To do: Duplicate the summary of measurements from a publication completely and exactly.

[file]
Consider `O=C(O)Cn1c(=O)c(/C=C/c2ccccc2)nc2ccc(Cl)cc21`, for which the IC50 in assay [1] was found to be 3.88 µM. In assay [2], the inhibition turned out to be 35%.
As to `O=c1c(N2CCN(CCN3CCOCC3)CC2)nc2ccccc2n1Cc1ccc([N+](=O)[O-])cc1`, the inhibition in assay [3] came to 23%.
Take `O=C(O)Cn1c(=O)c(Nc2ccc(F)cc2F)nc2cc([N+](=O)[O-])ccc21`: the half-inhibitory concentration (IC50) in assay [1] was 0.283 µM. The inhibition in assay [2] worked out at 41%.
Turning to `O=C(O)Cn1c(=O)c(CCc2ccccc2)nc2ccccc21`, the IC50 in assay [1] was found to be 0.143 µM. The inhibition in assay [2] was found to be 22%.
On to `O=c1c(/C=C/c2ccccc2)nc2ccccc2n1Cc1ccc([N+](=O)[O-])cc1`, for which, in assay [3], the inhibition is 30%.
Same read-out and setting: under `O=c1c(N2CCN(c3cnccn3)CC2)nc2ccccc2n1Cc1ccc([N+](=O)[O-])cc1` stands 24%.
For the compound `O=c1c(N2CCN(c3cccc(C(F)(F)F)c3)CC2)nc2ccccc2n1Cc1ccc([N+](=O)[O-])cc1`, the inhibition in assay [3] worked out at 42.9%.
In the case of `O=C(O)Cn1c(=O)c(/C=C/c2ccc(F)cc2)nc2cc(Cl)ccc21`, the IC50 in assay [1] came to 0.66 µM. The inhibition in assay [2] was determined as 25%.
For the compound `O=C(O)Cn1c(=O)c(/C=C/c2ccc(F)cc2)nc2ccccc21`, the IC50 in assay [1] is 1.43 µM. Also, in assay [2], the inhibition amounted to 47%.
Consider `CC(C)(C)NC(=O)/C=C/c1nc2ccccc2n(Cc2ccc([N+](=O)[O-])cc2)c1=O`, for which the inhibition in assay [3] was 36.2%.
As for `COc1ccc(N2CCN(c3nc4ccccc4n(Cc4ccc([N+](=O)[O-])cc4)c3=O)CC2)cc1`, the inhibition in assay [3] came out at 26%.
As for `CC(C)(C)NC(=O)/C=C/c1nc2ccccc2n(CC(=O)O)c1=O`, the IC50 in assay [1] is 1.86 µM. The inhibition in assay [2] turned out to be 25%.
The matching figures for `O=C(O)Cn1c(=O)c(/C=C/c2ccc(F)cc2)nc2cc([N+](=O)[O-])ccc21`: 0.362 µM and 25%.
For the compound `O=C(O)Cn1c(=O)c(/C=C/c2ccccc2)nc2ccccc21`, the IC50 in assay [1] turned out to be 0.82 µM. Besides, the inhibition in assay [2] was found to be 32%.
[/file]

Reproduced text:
Consider `O=C(O)Cn1c(=O)c(/C=C/c2ccccc2)nc2ccc(Cl)cc21`, for which the IC50 in assay [1] was found to be 3.88 µM. In assay [2], the inhibition turned out to be 35%.
As to `O=c1c(N2CCN(CCN3CCOCC3)CC2)nc2ccccc2n1Cc1ccc([N+](=O)[O-])cc1`, the inhibition in assay [3] came to 23%.
Take `O=C(O)Cn1c(=O)c(Nc2ccc(F)cc2F)nc2cc([N+](=O)[O-])ccc21`: the half-inhibitory concentration (IC50) in assay [1] was 0.283 µM. The inhibition in assay [2] worked out at 41%.
Turning to `O=C(O)Cn1c(=O)c(CCc2ccccc2)nc2ccccc21`, the IC50 in assay [1] was found to be 0.143 µM. The inhibition in assay [2] was found to be 22%.
On to `O=c1c(/C=C/c2ccccc2)nc2ccccc2n1Cc1ccc([N+](=O)[O-])cc1`, for which, in assay [3], the inhibition is 30%.
Same read-out and setting: under `O=c1c(N2CCN(c3cnccn3)CC2)nc2ccccc2n1Cc1ccc([N+](=O)[O-])cc1` stands 24%.
For the compound `O=c1c(N2CCN(c3cccc(C(F)(F)F)c3)CC2)nc2ccccc2n1Cc1ccc([N+](=O)[O-])cc1`, the inhibition in assay [3] worked out at 42.9%.
In the case of `O=C(O)Cn1c(=O)c(/C=C/c2ccc(F)cc2)nc2cc(Cl)ccc21`, the IC50 in assay [1] came to 0.66 µM. The inhibition in assay [2] was determined as 25%.
For the compound `O=C(O)Cn1c(=O)c(/C=C/c2ccc(F)cc2)nc2ccccc21`, the IC50 in assay [1] is 1.43 µM. Also, in assay [2], the inhibition amounted to 47%.
Consider `CC(C)(C)NC(=O)/C=C/c1nc2ccccc2n(Cc2ccc([N+](=O)[O-])cc2)c1=O`, for which the inhibition in assay [3] was 36.2%.
As for `COc1ccc(N2CCN(c3nc4ccccc4n(Cc4ccc([N+](=O)[O-])cc4)c3=O)CC2)cc1`, the inhibition in assay [3] came out at 26%.
As for `CC(C)(C)NC(=O)/C=C/c1nc2ccccc2n(CC(=O)O)c1=O`, the IC50 in assay [1] is 1.86 µM. The inhibition in assay [2] turned out to be 25%.
The matching figures for `O=C(O)Cn1c(=O)c(/C=C/c2ccc(F)cc2)nc2cc([N+](=O)[O-])ccc21`: 0.362 µM and 25%.
For the compound `O=C(O)Cn1c(=O)c(/C=C/c2ccccc2)nc2ccccc21`, the IC50 in assay [1] turned out to be 0.82 µM. Besides, the inhibition in assay [2] was found to be 32%.